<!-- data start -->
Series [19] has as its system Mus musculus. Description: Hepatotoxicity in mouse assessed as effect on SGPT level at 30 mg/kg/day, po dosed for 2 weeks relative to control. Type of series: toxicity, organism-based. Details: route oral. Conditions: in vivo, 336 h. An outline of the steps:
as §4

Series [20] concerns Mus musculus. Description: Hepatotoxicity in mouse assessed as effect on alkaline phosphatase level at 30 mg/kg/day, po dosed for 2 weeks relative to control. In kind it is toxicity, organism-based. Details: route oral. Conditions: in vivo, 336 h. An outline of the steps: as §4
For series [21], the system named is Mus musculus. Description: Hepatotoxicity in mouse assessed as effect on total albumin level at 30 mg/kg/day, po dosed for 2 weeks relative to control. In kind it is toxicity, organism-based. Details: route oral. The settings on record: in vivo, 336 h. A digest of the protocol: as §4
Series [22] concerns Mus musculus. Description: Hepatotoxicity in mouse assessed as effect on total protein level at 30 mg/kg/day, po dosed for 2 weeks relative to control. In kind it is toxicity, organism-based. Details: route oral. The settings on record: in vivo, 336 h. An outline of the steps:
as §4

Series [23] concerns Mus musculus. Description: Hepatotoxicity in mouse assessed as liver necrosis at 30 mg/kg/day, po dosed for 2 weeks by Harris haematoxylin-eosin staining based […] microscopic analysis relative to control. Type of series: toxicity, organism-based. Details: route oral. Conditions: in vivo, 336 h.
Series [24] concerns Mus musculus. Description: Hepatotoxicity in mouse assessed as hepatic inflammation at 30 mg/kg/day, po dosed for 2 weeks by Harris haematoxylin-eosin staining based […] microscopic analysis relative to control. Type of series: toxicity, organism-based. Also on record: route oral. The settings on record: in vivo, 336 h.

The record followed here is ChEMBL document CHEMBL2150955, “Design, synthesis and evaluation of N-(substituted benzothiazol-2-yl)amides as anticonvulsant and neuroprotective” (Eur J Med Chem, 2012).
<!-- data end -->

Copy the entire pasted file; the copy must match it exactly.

Series [19] has as its system Mus musculus. Description: Hepatotoxicity in mouse assessed as effect on SGPT level at 30 mg/kg/day, po dosed for 2 weeks relative to control. Type of series: toxicity, organism-based. Details: route oral. Conditions: in vivo, 336 h. An outline of the steps:
as §4

Series [20] concerns Mus musculus. Description: Hepatotoxicity in mouse assessed as effect on alkaline phosphatase level at 30 mg/kg/day, po dosed for 2 weeks relative to control. In kind it is toxicity, organism-based. Details: route oral. Conditions: in vivo, 336 h. An outline of the steps: as §4
For series [21], the system named is Mus musculus. Description: Hepatotoxicity in mouse assessed as effect on total albumin level at 30 mg/kg/day, po dosed for 2 weeks relative to control. In kind it is toxicity, organism-based. Details: route oral. The settings on record: in vivo, 336 h. A digest of the protocol: as §4
Series [22] concerns Mus musculus. Description: Hepatotoxicity in mouse assessed as effect on total protein level at 30 mg/kg/day, po dosed for 2 weeks relative to control. In kind it is toxicity, organism-based. Details: route oral. The settings on record: in vivo, 336 h. An outline of the steps:
as §4

Series [23] concerns Mus musculus. Description: Hepatotoxicity in mouse assessed as liver necrosis at 30 mg/kg/day, po dosed for 2 weeks by Harris haematoxylin-eosin staining based […] microscopic analysis relative to control. Type of series: toxicity, organism-based. Details: route oral. Conditions: in vivo, 336 h.
Series [24] concerns Mus musculus. Description: Hepatotoxicity in mouse assessed as hepatic inflammation at 30 mg/kg/day, po dosed for 2 weeks by Harris haematoxylin-eosin staining based […] microscopic analysis relative to control. Type of series: toxicity, organism-based. Also on record: route oral. The settings on record: in vivo, 336 h.

The record followed here is ChEMBL document CHEMBL2150955, “Design, synthesis and evaluation of N-(substituted benzothiazol-2-yl)amides as anticonvulsant and neuroprotective” (Eur J Med Chem, 2012).